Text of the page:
A Panel Analysis
Sponsored Links
This presentation is the property of its rightful owner.
1 / 11

Motivation: can democracy increase the effectiveness of a human rights convention? PowerPoint PPT Presentation

  • Uploaded on
  • Presentation posted in: General

A Panel Analysis on the Effects of the Women´s Convention -Convention on the Elimination of All Forms of Discrimination against Women (CEDAW) Seo-Young Cho (George-August University of Göttingen). Motivation: can democracy increase the effectiveness of a human rights convention?.

Download Presentation

Motivation: can democracy increase the effectiveness of a human rights convention?

An Image/Link below is provided (as is) to download presentation

Download Policy: Content on the Website is provided to you AS IS for your information and personal use and may not be sold / licensed / shared on other websites without getting consent from its author.While downloading, if for some reason you are not able to download a presentation, the publisher may have deleted the file from their server.

- - - - - - - - - - - - - - - - - - - - - - - - - - E N D - - - - - - - - - - - - - - - - - - - - - - - - - -

Presentation Transcript

A Panel Analysis on the Effects of the Women´s Convention-Convention on the Elimination of All Forms of Discrimination against Women (CEDAW)Seo-Young Cho (George-August University of Göttingen)

IPES 2009

Motivation: can democracy increase the effectiveness of a human rights convention?

  • Recurring question in political economy:

  • Is an international convention on human rights effective?

  • ‘Cheap talk’ (Downs et. al., IO 1996) vs. ‘spread of international norm’ (Koh, ILJ 1998)

  • No consensus in both theoretical and empirical discussions

  • Redirecting the question:

    In which condition can

    an international human rights treaty be effective?

     Focus on democracy as a crucial institutional condition

IPES 2009

Studies on democracy, human rights and treaties

  • Democracy promotes the human rights practice of a country

  • Poe, Tate and Keith (ISQ 1999), Simmons (RPS 1998), Hafner-Burton and Tsutsui (AJS 2005)

  • Respect for law, justice, judicial independence and civil participation

  • Does democracy enhance the effectiveness of the international legal mechanism of human rights norms?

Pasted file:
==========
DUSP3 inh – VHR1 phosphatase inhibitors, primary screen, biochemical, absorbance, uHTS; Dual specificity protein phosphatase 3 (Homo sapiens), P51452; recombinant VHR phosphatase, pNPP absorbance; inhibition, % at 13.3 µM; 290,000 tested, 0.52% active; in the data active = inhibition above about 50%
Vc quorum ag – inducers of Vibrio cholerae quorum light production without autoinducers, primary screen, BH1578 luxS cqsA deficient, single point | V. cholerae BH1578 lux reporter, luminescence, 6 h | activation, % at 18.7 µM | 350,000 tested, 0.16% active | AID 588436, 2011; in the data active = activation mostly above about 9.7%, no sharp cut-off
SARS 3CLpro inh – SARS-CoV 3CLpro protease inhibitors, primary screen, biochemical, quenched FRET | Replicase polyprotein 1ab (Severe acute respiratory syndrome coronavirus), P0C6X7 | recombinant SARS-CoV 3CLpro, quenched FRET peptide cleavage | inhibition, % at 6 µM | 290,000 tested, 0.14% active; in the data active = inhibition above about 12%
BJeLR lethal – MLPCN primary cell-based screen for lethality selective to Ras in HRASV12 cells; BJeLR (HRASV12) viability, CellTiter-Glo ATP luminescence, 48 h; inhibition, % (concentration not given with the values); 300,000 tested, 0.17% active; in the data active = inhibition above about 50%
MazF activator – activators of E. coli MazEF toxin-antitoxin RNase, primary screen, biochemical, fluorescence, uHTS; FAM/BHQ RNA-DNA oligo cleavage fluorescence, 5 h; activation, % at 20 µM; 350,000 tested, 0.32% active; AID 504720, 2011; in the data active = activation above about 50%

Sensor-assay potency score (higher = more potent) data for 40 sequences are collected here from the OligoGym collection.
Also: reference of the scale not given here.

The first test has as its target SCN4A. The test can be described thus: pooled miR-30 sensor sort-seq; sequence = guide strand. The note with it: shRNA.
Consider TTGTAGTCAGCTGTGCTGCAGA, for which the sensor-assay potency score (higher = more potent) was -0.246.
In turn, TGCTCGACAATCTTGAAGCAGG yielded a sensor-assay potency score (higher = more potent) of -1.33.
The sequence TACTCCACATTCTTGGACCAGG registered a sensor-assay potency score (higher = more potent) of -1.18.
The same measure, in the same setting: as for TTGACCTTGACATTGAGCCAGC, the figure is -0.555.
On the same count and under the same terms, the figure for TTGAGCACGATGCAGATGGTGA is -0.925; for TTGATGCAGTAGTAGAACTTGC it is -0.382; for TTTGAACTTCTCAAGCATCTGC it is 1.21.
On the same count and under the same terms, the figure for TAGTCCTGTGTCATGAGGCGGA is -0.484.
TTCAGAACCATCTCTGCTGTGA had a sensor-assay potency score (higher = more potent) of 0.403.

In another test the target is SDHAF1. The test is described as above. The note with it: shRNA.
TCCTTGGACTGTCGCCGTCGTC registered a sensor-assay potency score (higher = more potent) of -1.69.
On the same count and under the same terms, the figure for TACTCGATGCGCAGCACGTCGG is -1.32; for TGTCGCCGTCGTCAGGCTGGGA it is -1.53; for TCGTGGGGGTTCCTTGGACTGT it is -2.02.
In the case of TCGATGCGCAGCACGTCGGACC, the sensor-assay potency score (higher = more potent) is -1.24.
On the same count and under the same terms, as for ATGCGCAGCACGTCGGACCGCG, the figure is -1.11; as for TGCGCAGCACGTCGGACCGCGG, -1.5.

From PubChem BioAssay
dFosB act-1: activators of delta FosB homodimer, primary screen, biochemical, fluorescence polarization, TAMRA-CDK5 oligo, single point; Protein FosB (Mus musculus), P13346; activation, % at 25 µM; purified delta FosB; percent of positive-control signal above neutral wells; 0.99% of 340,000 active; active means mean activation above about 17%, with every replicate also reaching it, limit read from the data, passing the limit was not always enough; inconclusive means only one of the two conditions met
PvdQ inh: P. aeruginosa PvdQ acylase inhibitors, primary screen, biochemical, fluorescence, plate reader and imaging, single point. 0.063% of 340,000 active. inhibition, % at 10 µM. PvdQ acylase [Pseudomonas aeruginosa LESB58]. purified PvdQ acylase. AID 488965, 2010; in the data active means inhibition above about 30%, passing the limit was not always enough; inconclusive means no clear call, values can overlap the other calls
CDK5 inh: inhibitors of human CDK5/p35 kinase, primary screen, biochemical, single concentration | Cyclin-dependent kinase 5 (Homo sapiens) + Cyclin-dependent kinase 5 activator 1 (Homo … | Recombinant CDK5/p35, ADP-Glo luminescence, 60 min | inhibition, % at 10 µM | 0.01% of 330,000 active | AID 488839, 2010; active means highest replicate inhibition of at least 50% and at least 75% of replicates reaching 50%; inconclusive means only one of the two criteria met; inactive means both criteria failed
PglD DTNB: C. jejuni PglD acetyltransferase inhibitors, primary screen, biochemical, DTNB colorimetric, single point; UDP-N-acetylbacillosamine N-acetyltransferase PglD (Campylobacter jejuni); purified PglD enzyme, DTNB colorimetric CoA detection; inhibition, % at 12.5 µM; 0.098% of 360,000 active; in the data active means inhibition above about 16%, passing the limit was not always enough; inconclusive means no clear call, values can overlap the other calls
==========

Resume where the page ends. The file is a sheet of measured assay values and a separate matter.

• Only one empirical study: Neumayer (JCR 2005)

  • His findings: positive interaction effect bet. the membership of HR treaties (ICCP, Torture, other regional conventions) and democracy on HR practice

IPES 2009

CEDAW (1981, UN)

  • The prime ‘Women’s Convention’

  • Comprehensive but a special focus on women’s social rights article 16 – core article

    article 5 calling for changes in social and cultural patterns

  • Innovative approaches attempting to change practice of family and social matters (deeply rooted and habituated in culture, Simmons 2004)

  • Universal agreement (186 members)

    however, a large number of reservations (1/3 of members have reservations), in par. to the core articles (arc. 2 and 16, 1/5 of members)

IPES 2009

Does the CEDAW improve women’s rights?

Women’s Social Rights

CIRI Women’s Rights Index

(126 countries, 1981-2005)

Commitments to the CEDAW

weighted scale of reservations

(126 countries, 1981-2005)

IPES 2009

Hypotheses and Focus of Analysis

Hypothesis 1

The effects of the CEDAW on women’s rights are enhanced if combined with a higher level of democracy

Hypothesis 2

The effects of the CEDAW are most positively pronounced in the dimension of women’s social rights

Focus of Analysis

  • Estimation and interpretation of the interaction term – CEDAW and democracy – in a non-linear model

  • Reverse-causality issue: employing two exogenous instrumental variables, commitments to the Torture Convention (CAT) and Genocide Convention (CPPCG)

IPES 2009

Measuring commitments to the CEDAW

  • Taking into account the large amount of reservations, membership alone does not reflect true commitments

  • Modification of Landman’s (2005) weighted scale of reservations

  • Special weights given to the core articles, arc. 2 and arc. 16

    0: No signatory

    1: Signed but not ratified

    2: Ratified but with reservations to arc. 2 and/or 16 (incl. generalreservations based on conflicts with religious or domestic law)

    3: Ratified but with reservations to other articles than 2 and 16

    4: Full ratification without reservations

IPES 2009

Data and Estimation Method

  • Dependent variable: women’s social, political and economic rights, CIRI Human Rights Index

  • Independent variable of the main interest:

    - commitments to the CEDAW, proxied by reservations

    - interaction bet. CEDAW and democracy (PolityIV)

  • Selection of control variables: one-year lagged dependent variable, democracy, the number of HR NGOs, regime durability, external conflict, internal conflict, (log) population sizes, (log) per capita income and trade openness

    (Neumayer, JCR 2005; Hafner-Burton and Tsutsui, AJS 2005)

  • Time, religion and regions are controlled

IPES 2009

Women’s rights, ordered probit, 1981-2005, 126 countries

  • Positive effect on women’s social rights conditional to democracy

  • Positive effect of the CEDAW on political rights has to be interpreted with a caution, given the negative effect of the interaction term

  • Marginal effects of the interaction term calculated at the mean

  • Validity of the instruments: exogeneity (Hansen J test, P-value 0.33- 0.90)

IPES 2009

Effectiveness of the CEDAW and the level of democracy

The effect becomes significant after the median score 0

Dependent var:

women’s social rights

IPES 2009


  • Effectiveness of the CEDAW conditional on democracy

  • Effects differ across multi-dimensions of women’s rights the CEDAW advocates and the positive impact is confirmed for women’s social rights with the conditionality, the level of democracy

IPES 2009

  • Login